4. @Dijon – I agree that the product cost number should be stored in an enterprise system. The question is, where should the master be: PLM, ERP, SCM? What system should be the primary that feeds the other? The other problem is do these systems have metadata structures appropriate to hold the cost info. Until a couple years ago, many PLM systems did not even have a metadata field for “cost”. And, what is the cost? Does it include raw mat’l… and labor… and overhead? What about inbound logistics? Finally, it would be good if people did not have to manually transfer the cost info. But that would require integration between the enterprise system and the PCM tool. Most of the PCM software companies are small and don’t have a lot of development dollars to spend on integration. Perhaps, a forward thinking ERP or PLM company will step up and pay for the the integrations? — Eric

  5. 1. Predicted cost related attributes mastered in PLM via built-in PCM functions which leverage CAD agnostic information (2D, 3D, meta-data, ECAD, MCAD, software, etc.)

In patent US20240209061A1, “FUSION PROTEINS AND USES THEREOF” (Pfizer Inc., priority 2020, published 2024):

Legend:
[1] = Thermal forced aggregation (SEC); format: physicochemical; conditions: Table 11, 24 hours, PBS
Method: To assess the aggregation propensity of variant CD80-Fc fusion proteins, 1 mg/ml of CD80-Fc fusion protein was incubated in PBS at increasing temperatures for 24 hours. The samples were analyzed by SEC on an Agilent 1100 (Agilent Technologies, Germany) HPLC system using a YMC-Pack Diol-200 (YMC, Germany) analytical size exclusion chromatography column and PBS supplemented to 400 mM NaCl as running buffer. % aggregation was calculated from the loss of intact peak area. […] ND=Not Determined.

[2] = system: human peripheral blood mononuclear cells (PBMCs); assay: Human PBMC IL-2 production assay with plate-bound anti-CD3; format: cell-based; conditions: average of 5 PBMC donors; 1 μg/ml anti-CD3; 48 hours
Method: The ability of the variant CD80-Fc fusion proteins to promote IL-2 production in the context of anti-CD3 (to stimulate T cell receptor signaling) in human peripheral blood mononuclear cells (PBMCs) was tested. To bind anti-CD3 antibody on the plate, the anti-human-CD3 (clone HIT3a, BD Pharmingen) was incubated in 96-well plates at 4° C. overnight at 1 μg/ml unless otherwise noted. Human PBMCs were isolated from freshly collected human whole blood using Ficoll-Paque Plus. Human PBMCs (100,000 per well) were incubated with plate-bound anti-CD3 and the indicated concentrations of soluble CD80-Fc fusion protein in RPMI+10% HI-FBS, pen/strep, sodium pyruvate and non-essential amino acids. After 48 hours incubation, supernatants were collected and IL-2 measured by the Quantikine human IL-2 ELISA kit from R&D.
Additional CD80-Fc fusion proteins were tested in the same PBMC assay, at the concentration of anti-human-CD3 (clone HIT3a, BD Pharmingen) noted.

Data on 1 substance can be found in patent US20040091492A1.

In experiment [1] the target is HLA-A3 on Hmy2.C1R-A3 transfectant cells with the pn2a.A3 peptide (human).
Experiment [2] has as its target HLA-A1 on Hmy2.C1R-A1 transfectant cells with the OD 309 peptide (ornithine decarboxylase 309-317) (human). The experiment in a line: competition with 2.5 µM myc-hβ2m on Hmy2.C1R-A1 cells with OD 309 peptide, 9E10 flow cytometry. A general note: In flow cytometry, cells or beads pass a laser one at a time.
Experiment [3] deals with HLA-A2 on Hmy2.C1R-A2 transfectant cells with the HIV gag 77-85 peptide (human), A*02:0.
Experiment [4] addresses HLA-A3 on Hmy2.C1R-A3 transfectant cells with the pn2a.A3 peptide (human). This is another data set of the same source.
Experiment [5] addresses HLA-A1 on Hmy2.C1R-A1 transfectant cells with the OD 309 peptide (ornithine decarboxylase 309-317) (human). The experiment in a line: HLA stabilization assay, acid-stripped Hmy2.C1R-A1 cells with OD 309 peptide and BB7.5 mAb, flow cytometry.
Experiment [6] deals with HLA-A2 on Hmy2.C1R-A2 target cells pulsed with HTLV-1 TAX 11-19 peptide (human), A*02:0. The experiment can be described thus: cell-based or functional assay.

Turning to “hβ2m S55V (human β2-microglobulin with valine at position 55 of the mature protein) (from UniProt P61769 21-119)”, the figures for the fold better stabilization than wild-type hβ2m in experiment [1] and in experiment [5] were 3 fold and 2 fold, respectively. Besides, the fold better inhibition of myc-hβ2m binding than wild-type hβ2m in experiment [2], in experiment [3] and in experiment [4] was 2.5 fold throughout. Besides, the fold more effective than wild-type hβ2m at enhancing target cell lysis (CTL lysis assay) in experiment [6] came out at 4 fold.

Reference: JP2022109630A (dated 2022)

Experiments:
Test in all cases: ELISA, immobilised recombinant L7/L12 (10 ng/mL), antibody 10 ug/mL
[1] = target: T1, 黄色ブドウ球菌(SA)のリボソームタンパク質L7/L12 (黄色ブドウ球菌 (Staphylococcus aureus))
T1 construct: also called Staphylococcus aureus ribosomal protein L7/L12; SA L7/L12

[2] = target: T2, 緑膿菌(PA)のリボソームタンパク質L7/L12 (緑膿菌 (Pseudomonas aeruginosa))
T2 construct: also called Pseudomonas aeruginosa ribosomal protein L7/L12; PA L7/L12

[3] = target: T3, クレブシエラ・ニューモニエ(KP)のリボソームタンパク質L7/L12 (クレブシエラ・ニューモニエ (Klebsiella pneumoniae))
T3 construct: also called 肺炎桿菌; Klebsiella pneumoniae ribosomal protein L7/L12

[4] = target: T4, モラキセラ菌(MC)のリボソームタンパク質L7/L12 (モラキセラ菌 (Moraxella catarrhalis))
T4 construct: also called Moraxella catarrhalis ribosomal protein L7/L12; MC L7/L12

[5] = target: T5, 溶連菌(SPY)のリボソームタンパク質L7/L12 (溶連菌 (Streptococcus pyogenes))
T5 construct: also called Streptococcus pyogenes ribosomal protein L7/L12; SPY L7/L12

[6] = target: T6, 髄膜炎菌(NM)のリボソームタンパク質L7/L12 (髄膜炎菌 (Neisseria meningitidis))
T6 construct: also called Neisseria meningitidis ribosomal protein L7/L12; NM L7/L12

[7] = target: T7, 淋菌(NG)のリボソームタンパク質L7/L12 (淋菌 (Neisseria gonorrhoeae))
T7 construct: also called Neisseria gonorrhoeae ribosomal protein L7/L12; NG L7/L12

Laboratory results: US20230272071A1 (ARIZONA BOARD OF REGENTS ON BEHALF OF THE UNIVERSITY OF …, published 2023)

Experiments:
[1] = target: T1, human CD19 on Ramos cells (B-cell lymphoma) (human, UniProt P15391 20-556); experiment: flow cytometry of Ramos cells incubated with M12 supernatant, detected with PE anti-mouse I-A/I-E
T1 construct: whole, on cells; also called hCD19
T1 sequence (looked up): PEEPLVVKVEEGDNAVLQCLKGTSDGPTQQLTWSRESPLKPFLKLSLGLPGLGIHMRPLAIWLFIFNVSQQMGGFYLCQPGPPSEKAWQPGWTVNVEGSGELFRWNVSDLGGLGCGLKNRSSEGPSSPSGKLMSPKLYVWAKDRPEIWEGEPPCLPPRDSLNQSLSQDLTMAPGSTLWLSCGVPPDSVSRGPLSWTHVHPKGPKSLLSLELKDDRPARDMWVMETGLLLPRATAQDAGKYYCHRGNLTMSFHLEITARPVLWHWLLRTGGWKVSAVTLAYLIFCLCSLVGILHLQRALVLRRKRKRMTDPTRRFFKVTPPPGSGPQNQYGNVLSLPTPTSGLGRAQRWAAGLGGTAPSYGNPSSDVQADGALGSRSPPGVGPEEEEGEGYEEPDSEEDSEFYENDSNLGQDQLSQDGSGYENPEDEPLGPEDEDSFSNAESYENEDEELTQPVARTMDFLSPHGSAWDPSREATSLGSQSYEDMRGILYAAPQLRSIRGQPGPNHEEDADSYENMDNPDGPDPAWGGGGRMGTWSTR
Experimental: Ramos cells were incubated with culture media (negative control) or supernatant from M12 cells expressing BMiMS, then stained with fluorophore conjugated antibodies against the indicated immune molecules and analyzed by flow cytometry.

2. Predicted cost related attributes transferred to ERP via interface and represented in a read-only manner in ERP (triggered to occur based on an event such as item master send to ERP)

    3. Actual cost related attributes mastered in ERP via history of RFPs/RFQs/orders/invoices/etc.

    4. Actual cost related attributes transferred to PLM via interface and represented in a read-only manner in PLM (triggered to occur based on an event such as order acceptance in ERP)

    Many might consider CRM and SCM to be intrinsic to or extensions of ERP depending on which product they use for that (e.g. Oracle e-Business Suite, SAP, etc.).

    Definitions of predicted and actual cost related attributes (however many of each type are deemed necessary) could/would vary on a company-by-company basis. That personalization wouldn’t be unusual. Tweaking the data structures of modern ERP and PLM systems is now somewhat commonplace and not phenomenally difficult to do.

    Some solution providers already offer off-the-shelf, although I hesitate to call them turnkey, interface products between PLM and ERP which could be a significant head start.

    Manufacturing planning already has a foothold in the PLM space and much of that logic in theory could be reused during PCM analysis. Aspects such as factories, departments, work areas, tooling, routings, operations, time standards, etc. come to mind.